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Managing water in the dry – southern Australia

30 October 2015

This second in our series on planning for tough seasons focuses on monitoring water and calculating requirements for livestock in hot, dry weather.

Associate Professor Bruce Allworth, Director of the Fred Morley Centre with Charles Sturt University’s School of Animal and Veterinary Sciences, said water quality and quantity is vital for livestock health and performance.

“Insufficient water has very serious consequences and can result in salt poisoning, dehydration and death,” he said.

“It is very important to have adequate waters available across the property as it is difficult to rewater stock if they have not been able to have a drink for more than 48-72 hours in very hot conditions.”

Bruce said the two critical factors of dry season water management are calculating livestock requirements and monitoring watering points.


While the rough rule of thumb is that grazing animals will drink on average 10% of their body weight/day, this is highly variable and depends on the species and class of stock, feed available, and temperature. For example, lactating animals need more water than dry animals.

Diet plays a big part in water requirements. Good green pasture can supply virtually all an animal’s water needs, but during drought, when feed is more fibrous and less digestible, stock require more water.

“It’s easy to underestimate the amount of water sheep and cattle need in the dry season because they are not getting moisture out of pastures,” Bruce said.

In a dry spring like this, there are less pastures and dry matter content can increase significantly to as much as 80%, increasing livestock’s reliance on watering points.

In normal conditions with good quality water, consumption in summer will be about 40% higher than in winter, but in extreme conditions water consumption can increase by 78% (NSW DPI Primefact 326).

Factors such as shearing – which removes the fleece as insulation – and insufficient shade can increase the heat load of sheep during hot weather, increasing water demand.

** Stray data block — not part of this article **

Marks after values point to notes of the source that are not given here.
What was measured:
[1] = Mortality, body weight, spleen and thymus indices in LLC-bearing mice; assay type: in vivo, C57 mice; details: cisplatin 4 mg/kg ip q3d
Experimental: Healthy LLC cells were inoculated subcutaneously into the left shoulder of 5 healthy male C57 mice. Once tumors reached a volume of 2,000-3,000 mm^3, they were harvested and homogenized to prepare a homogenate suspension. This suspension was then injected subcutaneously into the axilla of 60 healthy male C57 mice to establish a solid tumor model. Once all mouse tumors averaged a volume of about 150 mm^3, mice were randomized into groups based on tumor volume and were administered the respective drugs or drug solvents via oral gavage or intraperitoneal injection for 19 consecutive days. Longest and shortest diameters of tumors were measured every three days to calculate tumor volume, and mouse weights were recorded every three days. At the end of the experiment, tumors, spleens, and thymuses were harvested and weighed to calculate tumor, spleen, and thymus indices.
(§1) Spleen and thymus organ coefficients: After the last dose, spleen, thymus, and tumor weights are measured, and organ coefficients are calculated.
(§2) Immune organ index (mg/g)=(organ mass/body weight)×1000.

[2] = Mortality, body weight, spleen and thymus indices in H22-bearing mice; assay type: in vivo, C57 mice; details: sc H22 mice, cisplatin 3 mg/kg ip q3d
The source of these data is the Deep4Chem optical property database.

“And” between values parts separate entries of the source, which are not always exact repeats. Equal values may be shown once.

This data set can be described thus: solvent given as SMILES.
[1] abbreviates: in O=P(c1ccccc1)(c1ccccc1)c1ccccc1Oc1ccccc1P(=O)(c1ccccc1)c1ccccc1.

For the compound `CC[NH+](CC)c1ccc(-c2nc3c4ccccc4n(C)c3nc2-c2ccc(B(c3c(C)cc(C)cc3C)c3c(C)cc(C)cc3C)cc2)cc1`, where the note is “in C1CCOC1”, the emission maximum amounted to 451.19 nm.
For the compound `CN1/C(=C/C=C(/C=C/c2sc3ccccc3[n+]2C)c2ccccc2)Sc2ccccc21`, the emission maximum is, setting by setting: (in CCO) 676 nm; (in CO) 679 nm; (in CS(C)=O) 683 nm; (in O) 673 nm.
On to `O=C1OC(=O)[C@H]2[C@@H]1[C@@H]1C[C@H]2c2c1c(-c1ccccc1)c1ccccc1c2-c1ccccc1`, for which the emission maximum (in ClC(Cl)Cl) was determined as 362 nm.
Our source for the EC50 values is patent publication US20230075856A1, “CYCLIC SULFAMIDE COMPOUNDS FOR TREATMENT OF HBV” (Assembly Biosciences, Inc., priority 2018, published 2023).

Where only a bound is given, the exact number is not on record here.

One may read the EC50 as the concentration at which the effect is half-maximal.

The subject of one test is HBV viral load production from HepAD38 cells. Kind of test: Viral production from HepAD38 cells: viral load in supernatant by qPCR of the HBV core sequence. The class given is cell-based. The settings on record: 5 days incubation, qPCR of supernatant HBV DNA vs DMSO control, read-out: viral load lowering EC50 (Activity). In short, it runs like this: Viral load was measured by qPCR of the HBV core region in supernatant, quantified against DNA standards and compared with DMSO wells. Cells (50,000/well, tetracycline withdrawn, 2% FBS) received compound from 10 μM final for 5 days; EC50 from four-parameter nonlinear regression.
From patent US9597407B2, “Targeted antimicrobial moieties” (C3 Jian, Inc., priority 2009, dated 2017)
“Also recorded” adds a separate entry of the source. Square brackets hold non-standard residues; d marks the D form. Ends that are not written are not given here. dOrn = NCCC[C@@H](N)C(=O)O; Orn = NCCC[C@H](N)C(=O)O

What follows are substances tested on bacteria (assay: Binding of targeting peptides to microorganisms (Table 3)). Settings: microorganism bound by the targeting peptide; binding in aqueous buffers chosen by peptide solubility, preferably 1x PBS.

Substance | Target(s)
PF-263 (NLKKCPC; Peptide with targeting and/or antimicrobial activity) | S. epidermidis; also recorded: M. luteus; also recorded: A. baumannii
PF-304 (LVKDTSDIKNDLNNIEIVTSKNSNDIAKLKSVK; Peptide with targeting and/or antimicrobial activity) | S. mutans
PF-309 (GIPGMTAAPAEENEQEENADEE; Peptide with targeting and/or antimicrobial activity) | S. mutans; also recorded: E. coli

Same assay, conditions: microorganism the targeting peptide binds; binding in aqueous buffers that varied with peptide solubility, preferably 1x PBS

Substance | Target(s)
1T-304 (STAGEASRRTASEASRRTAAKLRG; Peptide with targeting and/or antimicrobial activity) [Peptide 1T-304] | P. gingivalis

When it comes to monitoring waters, Bruce's advice is:

  • Keep an eye on dams as they dry out, especially in mixed farming enterprises as cattle can pug up the edges and increase the risk of sheep getting stuck.
  • Consider fencing off dams and providing alternative water sources as part of your dry season water management plan.
  • Monitor dams for blue-green algae as lower water levels, silt and animal waste can promote algae blooms.
  • Monitor the flow rate into troughs as livestock – especially cattle – can become impatient and damage water infrastructure if it fills up too slowly.
  • Investing in remote water monitoring technology can provide regular, real-time readings and reduce stress, labour and water runs.
  • Evaporation can increase salinity in some water.

Bruce said confining stock on-farm in a  ‘droughtlot’, is another strategy to minimise the energy used walking to feed and water, however there are guidelines around minimum trough space.


  • NSW DPI Primefacts: Water requirements for sheep and cattle: Information on factors which impact the suitability of water for stock use including water quality, feed quality, temperature and livestock breed, age and condition.
  • Remote water monitoring: View a video from an MLA-funded Producer Demonstration Site at Gilgai Farms, Geurie, NSW, which used telemetry to check water levels remotely from a smart phone.
  • Managing sheep in droughtlots: a best practice guide: Practical guidelines and examples for feeding and managing sheep during dry seasons and drought years.
  • Making More From Sheep: A guide to collection information for a water stocktake.

Contact: Associate Professor Bruce Allworth E: